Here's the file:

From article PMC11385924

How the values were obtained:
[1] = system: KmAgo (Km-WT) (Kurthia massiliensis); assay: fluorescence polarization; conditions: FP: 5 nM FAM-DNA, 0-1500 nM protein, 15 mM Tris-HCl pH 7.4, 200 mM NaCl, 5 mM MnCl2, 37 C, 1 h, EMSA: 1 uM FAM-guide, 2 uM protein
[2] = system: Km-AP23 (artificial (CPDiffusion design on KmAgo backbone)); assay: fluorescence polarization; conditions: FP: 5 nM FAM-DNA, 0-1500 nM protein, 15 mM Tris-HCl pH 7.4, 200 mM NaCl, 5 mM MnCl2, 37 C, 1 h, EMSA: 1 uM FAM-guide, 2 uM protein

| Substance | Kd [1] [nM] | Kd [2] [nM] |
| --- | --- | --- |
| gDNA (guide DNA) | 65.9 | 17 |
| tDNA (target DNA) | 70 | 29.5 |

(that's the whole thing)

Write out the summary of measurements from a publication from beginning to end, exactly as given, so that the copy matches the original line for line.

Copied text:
From article PMC11385924

How the values were obtained:
[1] = system: KmAgo (Km-WT) (Kurthia massiliensis); assay: fluorescence polarization; conditions: FP: 5 nM FAM-DNA, 0-1500 nM protein, 15 mM Tris-HCl pH 7.4, 200 mM NaCl, 5 mM MnCl2, 37 C, 1 h, EMSA: 1 uM FAM-guide, 2 uM protein
[2] = system: Km-AP23 (artificial (CPDiffusion design on KmAgo backbone)); assay: fluorescence polarization; conditions: FP: 5 nM FAM-DNA, 0-1500 nM protein, 15 mM Tris-HCl pH 7.4, 200 mM NaCl, 5 mM MnCl2, 37 C, 1 h, EMSA: 1 uM FAM-guide, 2 uM protein

| Substance | Kd [1] [nM] | Kd [2] [nM] |
| --- | --- | --- |
| gDNA (guide DNA) | 65.9 | 17 |
| tDNA (target DNA) | 70 | 29.5 |